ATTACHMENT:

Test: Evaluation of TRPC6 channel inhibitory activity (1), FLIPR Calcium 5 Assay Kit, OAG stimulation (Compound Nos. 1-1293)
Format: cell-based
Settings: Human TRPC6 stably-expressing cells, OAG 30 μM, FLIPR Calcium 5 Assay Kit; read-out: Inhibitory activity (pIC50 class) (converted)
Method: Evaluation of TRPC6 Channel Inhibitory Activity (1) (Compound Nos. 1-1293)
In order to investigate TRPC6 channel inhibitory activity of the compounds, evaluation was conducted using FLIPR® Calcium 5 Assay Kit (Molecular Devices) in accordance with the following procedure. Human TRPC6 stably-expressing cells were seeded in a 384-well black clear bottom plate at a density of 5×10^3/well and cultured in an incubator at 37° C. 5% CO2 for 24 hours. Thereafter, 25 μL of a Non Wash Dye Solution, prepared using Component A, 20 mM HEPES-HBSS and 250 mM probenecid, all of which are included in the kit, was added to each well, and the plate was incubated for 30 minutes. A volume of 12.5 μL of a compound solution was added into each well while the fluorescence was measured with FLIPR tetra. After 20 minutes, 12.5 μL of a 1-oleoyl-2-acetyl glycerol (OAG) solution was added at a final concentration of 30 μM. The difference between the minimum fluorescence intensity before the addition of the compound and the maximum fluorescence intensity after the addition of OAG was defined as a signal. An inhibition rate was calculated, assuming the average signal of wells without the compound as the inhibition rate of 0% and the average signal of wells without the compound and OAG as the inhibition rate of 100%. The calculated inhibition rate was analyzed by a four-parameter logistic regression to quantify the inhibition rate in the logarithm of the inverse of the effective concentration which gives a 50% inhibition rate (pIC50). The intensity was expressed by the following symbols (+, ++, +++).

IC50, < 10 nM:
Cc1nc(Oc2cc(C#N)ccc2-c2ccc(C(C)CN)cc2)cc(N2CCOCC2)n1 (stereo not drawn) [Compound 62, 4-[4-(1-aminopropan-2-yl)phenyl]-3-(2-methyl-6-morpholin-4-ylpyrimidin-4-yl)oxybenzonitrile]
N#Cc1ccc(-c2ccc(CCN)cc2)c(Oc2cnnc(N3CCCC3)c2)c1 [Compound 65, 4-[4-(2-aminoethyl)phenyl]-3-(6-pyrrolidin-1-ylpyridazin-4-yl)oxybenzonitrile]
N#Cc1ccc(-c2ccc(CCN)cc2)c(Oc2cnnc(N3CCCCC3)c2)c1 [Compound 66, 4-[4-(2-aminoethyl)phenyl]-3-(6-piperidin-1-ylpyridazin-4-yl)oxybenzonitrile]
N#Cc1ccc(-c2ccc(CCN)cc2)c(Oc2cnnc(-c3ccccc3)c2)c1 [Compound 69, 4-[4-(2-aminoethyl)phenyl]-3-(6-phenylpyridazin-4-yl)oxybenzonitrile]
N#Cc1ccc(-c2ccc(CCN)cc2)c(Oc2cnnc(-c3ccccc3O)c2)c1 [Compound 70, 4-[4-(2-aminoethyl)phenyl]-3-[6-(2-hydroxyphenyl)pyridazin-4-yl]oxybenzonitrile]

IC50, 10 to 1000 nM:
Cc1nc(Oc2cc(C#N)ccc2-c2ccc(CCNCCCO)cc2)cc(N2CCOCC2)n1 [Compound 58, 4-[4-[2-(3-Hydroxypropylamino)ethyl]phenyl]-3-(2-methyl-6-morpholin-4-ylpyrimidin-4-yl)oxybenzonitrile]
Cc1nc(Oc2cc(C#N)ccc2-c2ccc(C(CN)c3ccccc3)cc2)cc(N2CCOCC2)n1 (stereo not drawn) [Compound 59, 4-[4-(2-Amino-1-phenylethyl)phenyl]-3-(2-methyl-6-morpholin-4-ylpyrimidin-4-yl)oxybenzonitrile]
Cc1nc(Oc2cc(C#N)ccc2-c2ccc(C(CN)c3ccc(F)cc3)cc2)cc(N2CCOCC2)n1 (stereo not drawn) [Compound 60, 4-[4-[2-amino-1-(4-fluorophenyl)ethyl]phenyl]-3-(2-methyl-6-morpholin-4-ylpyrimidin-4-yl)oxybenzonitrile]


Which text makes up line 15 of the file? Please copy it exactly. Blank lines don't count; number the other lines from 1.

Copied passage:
Cc1nc(Oc2cc(C#N)ccc2-c2ccc(C(CN)c3ccc(F)cc3)cc2)cc(N2CCOCC2)n1 (stereo not drawn) [Compound 60, 4-[4-[2-amino-1-(4-fluorophenyl)ethyl]phenyl]-3-(2-methyl-6-morpholin-4-ylpyrimidin-4-yl)oxybenzonitrile]